Over the course of four years, the members of Congress and the American people watched a president drive a bulldozer through the fraying bonds that held the nation together. Remember his former defense secretary, James Mattis, denouncing Trump as a threat to the Constitution months before the election?
“Donald Trump is the first president in my lifetime who does not try to unite the American people,” he lamented. “He tries to divide us.” Trump had just used the military to crush a peaceful protest in order to stage a grotesque photo op.
During his presidency, Trump didn’t just try to divide America, he attacked the foundations of the country, stoked extremism and cuddled neo-Nazis and racists. “Very fine people,” he called people on both sides after the Unite the Right rally in Charlottesville during the first year of his presidency. And in his final weeks in office, he told his insurrectionist mob of supporters at the Capitol, “We love you.”
Trump didn’t just rend the nation asunder and he didn’t just show his disdain for the Constitution and free press even before taking office with his verbal battering of the media, “the enemy of the people.” He did much more damage.
During his self-dealing administration, possibly the most corrupt in US history, based on his over 3,700 conflicts of interest reported by Citizens for Responsibility and Ethics in Washington, he personally interfered not only with the independence of the judiciary, but with efforts to save lives during a global pandemic.
Trump’s bizarre combination of interference and negligence prevented the country from mounting an effective defense against the pandemic, resulting in a death toll that will likely soon top half a million Americans, far more than died during World War II. We don’t know how many of them would be alive if Trump had behaved differently, or if anyone else had been president. But some, probably many, of the deaths would not have occurred without Trump’s negligence.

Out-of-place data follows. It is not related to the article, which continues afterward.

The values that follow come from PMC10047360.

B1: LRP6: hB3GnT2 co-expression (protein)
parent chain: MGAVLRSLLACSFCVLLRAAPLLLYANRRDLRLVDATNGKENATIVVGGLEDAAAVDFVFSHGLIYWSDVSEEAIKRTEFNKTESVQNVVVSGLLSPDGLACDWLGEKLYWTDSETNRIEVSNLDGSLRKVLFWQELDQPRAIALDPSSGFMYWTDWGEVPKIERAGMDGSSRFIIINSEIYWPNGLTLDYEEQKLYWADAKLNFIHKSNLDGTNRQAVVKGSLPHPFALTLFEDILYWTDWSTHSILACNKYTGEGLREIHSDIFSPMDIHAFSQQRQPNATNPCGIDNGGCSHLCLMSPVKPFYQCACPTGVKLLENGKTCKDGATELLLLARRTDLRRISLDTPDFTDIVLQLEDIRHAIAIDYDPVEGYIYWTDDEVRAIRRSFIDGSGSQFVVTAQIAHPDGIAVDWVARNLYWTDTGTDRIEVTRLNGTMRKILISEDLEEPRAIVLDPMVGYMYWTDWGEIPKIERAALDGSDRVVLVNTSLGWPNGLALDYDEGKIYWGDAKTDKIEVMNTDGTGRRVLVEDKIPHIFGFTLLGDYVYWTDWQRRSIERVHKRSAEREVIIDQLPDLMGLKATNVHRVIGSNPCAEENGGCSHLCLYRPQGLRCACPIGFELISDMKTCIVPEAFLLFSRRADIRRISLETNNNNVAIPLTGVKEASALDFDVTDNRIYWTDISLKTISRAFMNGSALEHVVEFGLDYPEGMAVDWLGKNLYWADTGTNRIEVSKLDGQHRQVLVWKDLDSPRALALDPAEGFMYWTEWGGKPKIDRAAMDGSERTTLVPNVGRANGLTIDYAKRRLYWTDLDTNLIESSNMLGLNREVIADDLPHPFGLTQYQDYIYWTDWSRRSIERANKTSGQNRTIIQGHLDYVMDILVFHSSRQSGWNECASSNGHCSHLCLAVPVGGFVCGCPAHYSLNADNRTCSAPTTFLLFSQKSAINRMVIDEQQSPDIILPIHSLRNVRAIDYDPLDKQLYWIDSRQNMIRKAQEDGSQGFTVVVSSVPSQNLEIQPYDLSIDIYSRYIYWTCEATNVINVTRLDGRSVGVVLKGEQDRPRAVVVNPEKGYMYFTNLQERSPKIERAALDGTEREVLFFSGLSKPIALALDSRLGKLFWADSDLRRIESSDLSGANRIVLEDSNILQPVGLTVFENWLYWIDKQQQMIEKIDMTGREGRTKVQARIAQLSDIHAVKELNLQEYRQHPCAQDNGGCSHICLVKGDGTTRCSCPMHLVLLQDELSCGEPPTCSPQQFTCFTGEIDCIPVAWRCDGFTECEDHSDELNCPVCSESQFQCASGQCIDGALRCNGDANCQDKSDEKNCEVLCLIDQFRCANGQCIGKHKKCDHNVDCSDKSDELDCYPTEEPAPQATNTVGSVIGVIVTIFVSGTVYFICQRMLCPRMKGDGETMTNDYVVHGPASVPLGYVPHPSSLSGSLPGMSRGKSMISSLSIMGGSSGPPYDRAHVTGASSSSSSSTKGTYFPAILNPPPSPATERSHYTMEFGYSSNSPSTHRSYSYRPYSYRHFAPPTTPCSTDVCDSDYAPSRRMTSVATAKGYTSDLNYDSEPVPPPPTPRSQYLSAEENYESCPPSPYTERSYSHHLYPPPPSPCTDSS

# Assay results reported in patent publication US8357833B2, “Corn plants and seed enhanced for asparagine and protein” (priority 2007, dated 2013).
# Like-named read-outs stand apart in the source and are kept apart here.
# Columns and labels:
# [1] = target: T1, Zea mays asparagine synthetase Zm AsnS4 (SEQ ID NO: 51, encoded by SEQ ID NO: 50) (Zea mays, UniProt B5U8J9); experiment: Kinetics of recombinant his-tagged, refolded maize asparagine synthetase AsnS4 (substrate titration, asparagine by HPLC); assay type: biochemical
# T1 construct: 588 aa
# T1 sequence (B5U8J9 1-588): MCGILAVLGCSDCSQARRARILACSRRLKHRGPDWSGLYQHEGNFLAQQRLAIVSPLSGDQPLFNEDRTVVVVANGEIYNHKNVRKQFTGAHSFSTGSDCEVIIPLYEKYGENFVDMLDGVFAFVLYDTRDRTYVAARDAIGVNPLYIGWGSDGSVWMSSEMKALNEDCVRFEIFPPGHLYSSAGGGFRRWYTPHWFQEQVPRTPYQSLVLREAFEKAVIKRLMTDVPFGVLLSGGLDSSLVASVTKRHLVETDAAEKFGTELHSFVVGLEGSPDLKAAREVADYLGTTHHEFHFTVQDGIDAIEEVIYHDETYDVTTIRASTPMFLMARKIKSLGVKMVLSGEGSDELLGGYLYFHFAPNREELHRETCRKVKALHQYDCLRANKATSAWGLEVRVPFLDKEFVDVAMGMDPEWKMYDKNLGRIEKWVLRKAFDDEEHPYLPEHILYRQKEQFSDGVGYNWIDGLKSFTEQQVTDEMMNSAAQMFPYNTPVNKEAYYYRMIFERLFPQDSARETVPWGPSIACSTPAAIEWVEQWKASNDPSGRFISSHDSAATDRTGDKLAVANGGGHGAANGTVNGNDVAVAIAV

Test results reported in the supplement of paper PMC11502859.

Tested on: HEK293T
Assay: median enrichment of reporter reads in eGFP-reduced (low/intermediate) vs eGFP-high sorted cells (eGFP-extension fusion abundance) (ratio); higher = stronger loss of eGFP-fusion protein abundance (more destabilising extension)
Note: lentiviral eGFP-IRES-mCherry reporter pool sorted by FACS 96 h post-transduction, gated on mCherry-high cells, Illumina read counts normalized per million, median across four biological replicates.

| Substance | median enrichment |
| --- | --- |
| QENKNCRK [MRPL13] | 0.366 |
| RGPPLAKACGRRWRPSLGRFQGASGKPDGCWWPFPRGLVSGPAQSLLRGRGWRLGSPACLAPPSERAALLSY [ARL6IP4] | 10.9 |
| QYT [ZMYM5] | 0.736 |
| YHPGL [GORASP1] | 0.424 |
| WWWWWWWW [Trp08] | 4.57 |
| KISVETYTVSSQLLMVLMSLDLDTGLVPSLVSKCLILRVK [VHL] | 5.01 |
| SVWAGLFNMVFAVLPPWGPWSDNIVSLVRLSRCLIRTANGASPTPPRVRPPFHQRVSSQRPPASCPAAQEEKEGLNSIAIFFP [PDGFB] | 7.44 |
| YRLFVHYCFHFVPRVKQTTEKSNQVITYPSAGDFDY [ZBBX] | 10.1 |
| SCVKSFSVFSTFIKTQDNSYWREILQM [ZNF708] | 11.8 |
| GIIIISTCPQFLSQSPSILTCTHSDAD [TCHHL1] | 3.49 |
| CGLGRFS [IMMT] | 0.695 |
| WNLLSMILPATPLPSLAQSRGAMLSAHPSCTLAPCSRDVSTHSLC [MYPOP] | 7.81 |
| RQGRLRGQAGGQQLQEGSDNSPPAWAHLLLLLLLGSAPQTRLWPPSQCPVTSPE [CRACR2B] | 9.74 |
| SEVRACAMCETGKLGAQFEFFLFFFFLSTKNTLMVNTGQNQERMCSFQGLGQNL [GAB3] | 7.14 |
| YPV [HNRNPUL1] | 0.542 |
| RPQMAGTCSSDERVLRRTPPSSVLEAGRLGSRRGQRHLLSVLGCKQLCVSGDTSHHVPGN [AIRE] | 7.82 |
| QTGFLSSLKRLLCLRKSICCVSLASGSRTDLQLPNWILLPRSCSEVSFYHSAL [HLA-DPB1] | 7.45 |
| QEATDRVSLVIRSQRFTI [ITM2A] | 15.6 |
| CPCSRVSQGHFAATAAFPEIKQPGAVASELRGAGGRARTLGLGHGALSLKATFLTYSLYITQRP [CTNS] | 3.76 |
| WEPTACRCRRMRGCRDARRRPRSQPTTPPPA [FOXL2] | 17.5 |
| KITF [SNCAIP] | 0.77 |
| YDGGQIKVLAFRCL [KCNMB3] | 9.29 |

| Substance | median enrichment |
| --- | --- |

It is also likely that the five people who died at the Capitol on January 6 would be alive today if Trump had acted differently.
These are only some of the facts that Americans will eventually come to accept about his deadly, poisonous presidency. When that happens, when there’s truth, there can be genuine reconciliation.
If there’s an uncharacteristic upsurge of courage among Republicans, the Senate trial might surprise us and make progress toward that moment. But for now, some Republican leaders who briefly acknowledged reality about Trump’s culpability in the Capitol riot are already backtracking. But the trial proceedings should illuminate the undeniable truth and eventually it will help us heal.
Impeachment managers should call witnesses, including fellow members of Congress who felt the threat of Trump’s rampaging goons. It will also be important to hear from officials like Georgia Secretary of State Brad Raffensperger, who can describe the pressure he felt from Trump’s insistence that he “find” enough votes to overturn Biden’s victory in his state, and others who were pressured or lost their jobs because of Trump’s machinations. Above all, Americans should hear from those with direct knowledge of Trump’s involvement in the coup attempt of January 6.
The trial will help establish the record for when willingness to face the truth arrives.
Until then, Biden will have to plant seeds of unity one by one, program by program, hoping that as he works to repair the devastation caused by Trump’s destructive rule, he can strengthen American democracy enough to withstand the next assault, whether from Trump or from one of his acolytes.
Soaring speeches may soften some hardened hearts, but they’re not enough to open everyone’s eyes to unpleasant truths, or to stiffen the spines of politicians calculating what’s best for them rather than for the country.